What causes post-traumatic stress disorder? Based on what you know, or have heard, your answer might be something like rape, war, or even health-related incidences like heart attacks or giving birth. But according to a new study by Business and Social Sciences at Aarhus University, there might be an underlying cause to PTSD that has nothing to do with war or death: mental illness.
The research, which is set to be published in the academic journal Psychological Science
, suggests that many of the soldiers who end up showing symptoms of PTSD were already suffering from poor mental health, even before they went off to war. Details of the Study
The results are hard to ignore. Almost 750 Danish soldiers took part in this large-scale survey, and were asked to complete a questionnaire five times: before being sent to the battlegrounds, during their time in Afghanistan, and three times after returning to their home country. While most of the soldiers in the survey were resistant to change and did not become affected by everyday situations (this group was termed as “robust”), about five percent of the soldiers seemed
to be robust initially, yet experienced a deteriorating mental state once they began fighting and did not recover after coming home.
True, they may have had worse battle experiences than their robust counterparts; but the study’s lead author Dorthe Berntsen instead believes that those five percent of soldiers were predisposed to suffering from PTSD because of prior traumas that occurred in their childhoods. Bad vs. Good Memories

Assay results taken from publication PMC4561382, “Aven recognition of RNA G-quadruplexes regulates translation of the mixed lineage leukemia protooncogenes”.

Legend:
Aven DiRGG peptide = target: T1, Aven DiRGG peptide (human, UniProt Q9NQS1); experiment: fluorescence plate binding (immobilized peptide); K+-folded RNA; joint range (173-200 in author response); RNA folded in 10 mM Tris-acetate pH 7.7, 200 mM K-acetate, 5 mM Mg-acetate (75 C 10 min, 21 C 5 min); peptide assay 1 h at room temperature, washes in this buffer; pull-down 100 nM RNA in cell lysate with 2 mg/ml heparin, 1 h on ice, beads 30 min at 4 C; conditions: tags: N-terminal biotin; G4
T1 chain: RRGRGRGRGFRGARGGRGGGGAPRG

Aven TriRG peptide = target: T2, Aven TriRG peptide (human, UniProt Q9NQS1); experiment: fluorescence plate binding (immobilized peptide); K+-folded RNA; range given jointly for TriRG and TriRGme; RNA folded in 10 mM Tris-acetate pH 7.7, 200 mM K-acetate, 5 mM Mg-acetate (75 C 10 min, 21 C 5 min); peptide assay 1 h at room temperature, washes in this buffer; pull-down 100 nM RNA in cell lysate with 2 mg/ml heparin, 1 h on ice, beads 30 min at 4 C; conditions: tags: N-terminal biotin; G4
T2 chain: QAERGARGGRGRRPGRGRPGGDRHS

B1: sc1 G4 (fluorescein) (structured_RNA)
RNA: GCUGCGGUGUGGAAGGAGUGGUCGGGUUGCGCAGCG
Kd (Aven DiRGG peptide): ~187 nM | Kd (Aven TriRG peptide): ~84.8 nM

Everyone experiences pleasant involuntary recollections every day. These involuntary recalls are memories that force themselves into the forefront of our consciousness and make us remember seemingly random, yet positive, things from the past. But soldiers and other victims of PTSD suffer from malicious, dysfunctional intrusive involuntary recollections that can cause unwanted flash-backs, mood swings, and intense stress. These are negative thoughts, memories and experiences that continue to force themselves into the minds of PTSD patients, and can sometimes be severe enough to disable the individual. After enough exposure, the patient can start to lose confidence, and thus the slippery slope into the worst of post-traumatic stress disorder can begin.
The study does have a happy ending, however. The troops who took part in the survey were very pleased that there was an interest in their welfare and wellbeing, and were glad to have helped further PTSD research. Berntsen and team hope that these findings show yet another dimension to the already-vast scope of PTSD, which can result in newer ways to target and treat the disorder. Cited Sources
"War Is Not Necessarily the Cause of Post-Traumatic Stress Disorder." ScienceDaily.com
. ScienceDaily, 17 Aug. 2012. Web. 31 Aug. 2012. <http://www.sciencedaily.com/releases/2012/08/120817135532.htm>.
"Post-Traumatic Stress Disorder." Military.com
. N.p., n.d. Web. 31 Aug. 2012. <http://www.military.com/benefits/veterans-health-care/posttraumatic-stress-disorder-overview.html>.